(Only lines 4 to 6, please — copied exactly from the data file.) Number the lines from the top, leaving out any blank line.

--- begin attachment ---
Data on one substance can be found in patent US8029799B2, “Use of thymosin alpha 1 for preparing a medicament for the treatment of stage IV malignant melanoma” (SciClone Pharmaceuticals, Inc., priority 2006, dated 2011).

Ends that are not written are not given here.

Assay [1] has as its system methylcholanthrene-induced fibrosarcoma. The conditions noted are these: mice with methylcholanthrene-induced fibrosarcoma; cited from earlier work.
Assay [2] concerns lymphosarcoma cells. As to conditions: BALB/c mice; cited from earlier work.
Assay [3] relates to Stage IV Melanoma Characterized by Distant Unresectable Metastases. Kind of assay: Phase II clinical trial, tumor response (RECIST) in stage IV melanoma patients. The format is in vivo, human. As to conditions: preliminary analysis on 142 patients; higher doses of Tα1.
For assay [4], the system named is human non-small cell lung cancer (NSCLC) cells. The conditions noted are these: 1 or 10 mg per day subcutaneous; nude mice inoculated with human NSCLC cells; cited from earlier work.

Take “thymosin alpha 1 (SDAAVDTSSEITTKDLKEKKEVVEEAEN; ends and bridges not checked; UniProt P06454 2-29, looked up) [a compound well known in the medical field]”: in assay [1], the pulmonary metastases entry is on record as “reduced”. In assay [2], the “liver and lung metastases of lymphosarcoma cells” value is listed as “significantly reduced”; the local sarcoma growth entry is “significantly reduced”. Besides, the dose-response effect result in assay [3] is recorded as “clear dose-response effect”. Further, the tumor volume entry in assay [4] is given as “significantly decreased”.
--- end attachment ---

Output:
Assay [2] concerns lymphosarcoma cells. As to conditions: BALB/c mice; cited from earlier work.
Assay [3] relates to Stage IV Melanoma Characterized by Distant Unresectable Metastases. Kind of assay: Phase II clinical trial, tumor response (RECIST) in stage IV melanoma patients. The format is in vivo, human. As to conditions: preliminary analysis on 142 patients; higher doses of Tα1.
For assay [4], the system named is human non-small cell lung cancer (NSCLC) cells. The conditions noted are these: 1 or 10 mg per day subcutaneous; nude mice inoculated with human NSCLC cells; cited from earlier work.